Khaipora: A differently-abled 15-year-old killed during a shootout between security forces and militants Monday evening was buried by police authorities, in the presence of his family, in Baramulla, Kashmir, Tuesday.
Hazim Bhat, a native of Khaipora village in the Langate region of north Kashmir, was out with a dozen other children from his village, playing in an apple orchard, when unknown militants attacked Central Reserve Paramilitary Force (CRPF) troopers deployed nearby.
While the other children managed to escape after hearing gunfire, Bhat, who suffered from a severe neurological ailment, could not. His condition, the family believes, might have played a role in his failure to make a timely escape.
Bhat was suffering from delayed milestone or developmental delay, and had been seeking treatment for the past five years, according to medical records accessed by ThePrint.
The family said Bhat had shown improvement over the past couple of years, “becoming increasingly sharper at school”. He was the eldest among four siblings and leaves behind three sisters aged 12, nine and five.
He has been buried in Baramullah’s Sheeri, at a cemetery used to bury foreign or unidentified militants.
The deceased boy had no militant links, but the authorities, according to Bhat’s family, claimed the decision was taken to avoid a large funeral gathering that could undermine social distancing measures taken by the administration in the wake of Covid-19 pandemic.
Three CRPF personnel were also killed in Monday’s attack.
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He was out playing
Bhat’s father is an apple farmer. Many families in their village work on their fields or apple orchards during the day. Often, during evenings, they take their children to the fields and orchards to either play or help out.
According to Bhat’s family, the teenager had left home around 2 pm Monday, and was supposed to return home in the evening.
“We had already returned home after a day’s work and were preparing for iftar (the Ramzan ritual) when we heard firing in the area,” said Bhat’s father Shafi Bhat, who owns a small family business.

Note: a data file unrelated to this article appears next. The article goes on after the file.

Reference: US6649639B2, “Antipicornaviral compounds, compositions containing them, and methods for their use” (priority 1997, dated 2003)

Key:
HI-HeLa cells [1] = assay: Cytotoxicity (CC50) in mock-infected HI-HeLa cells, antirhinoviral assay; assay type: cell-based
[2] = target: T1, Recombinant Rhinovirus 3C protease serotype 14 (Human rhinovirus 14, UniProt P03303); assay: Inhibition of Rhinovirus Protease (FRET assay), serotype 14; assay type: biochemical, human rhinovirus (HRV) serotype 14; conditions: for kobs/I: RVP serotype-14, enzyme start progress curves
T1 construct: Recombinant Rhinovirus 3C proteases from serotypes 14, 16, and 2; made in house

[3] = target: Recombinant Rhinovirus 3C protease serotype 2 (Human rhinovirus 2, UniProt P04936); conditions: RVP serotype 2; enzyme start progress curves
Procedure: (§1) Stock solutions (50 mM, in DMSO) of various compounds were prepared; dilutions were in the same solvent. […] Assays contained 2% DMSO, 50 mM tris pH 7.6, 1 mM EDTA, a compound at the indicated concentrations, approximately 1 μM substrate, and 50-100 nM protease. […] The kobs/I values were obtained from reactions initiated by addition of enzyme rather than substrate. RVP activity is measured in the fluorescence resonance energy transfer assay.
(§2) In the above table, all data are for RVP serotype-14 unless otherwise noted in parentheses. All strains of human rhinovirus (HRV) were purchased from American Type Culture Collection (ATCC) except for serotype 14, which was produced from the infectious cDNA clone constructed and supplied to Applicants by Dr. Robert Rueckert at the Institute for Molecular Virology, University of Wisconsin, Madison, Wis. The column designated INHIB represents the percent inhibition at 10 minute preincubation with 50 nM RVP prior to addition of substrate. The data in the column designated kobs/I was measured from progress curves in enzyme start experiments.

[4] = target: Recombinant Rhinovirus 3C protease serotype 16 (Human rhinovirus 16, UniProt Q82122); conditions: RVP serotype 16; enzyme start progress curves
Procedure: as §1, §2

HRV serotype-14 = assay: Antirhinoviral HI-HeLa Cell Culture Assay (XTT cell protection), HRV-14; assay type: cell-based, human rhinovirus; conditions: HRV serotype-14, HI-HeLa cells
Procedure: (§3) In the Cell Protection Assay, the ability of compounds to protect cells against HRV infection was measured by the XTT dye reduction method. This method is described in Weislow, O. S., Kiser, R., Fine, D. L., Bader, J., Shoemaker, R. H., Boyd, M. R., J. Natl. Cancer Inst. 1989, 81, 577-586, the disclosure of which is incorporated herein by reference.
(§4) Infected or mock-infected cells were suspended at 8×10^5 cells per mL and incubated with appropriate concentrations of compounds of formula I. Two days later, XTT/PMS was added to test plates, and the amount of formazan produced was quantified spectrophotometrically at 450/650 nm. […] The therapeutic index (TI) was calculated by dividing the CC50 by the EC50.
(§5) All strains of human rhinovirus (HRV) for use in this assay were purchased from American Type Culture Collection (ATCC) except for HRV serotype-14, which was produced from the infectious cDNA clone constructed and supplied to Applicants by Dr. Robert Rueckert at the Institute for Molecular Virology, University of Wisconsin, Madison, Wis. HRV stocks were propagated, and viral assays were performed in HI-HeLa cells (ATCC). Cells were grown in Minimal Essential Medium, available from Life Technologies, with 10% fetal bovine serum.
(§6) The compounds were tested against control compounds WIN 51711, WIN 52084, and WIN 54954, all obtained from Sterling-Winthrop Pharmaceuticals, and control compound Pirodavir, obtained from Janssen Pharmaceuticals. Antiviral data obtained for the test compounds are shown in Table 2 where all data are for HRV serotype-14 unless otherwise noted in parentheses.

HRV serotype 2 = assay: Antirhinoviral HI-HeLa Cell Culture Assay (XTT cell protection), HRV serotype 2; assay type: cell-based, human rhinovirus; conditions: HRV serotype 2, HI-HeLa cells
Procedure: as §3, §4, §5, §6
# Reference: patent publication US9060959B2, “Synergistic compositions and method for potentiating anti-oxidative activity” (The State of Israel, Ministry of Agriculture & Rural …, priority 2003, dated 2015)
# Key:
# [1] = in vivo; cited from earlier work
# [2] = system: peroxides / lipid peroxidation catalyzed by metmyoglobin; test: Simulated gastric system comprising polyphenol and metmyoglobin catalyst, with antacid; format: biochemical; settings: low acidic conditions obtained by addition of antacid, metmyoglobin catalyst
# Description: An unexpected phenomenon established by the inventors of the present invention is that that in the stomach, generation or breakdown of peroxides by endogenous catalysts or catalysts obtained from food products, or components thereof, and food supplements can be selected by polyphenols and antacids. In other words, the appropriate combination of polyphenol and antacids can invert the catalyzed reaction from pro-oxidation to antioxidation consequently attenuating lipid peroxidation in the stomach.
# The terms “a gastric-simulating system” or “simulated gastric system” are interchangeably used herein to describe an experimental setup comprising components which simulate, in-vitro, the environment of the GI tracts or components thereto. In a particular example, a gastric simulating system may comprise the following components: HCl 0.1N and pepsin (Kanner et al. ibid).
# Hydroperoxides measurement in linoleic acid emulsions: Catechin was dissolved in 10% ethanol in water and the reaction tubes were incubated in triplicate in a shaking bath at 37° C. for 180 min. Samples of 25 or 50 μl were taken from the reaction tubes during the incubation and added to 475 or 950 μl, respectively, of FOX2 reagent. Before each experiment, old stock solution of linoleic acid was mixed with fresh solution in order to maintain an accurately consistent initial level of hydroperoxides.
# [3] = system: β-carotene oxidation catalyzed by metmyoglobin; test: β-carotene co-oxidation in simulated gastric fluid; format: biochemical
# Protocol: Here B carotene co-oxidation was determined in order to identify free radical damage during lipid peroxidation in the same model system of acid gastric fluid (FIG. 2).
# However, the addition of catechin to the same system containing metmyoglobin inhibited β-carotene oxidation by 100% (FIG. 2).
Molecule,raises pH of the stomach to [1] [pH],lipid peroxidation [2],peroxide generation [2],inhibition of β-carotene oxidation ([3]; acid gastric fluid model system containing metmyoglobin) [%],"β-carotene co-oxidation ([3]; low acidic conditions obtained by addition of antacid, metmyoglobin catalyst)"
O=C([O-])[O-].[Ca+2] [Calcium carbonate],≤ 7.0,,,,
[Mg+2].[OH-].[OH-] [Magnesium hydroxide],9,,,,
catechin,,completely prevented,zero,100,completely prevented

“Naturally, we were scared for all family members who were outside the house at the time. While everyone rushed in within minutes of the firing starting, Hazim did not,” he added.
The family said they were waiting for him to return when they got news that a civilian had died in the firing. Moments later, they learnt it was Hazim and his body was lying on the roadside, the family added.
“We tried to ask police, but they told us they were looking into the identity of the person killed. They said they were checking if the person killed near the shootout site was a militant,” said an inconsolable Shafi.
One of the teenager’s uncles claimed it was only around 11 pm that police “told us it was Hazim who had died”. The reason, police told them, was “a stray bullet”.
“We were told his body was lying on the road for many hours before they finally picked it up,” said Shafi.
The family was subsequently informed that Hazim would be buried at the Sheeri cemetery, with police telling them that they needed some family members to accompany them, added Shafi.
‘A sweet child’
The fact that Bhat’s body wasn’t brought back to the village one last time has upset his family and neighbours alike.
“He was a sweet child and somehow there is a part of me who wants to believe he will come back home running,” said a neighbour of the Bhats. “I know he won’t. They have taken him away from us.”
A local police officer posted in the area said they were “trying to ascertain how the boy died”. “Preliminary findings suggest it was a stray bullet that killed him,” said the officer.
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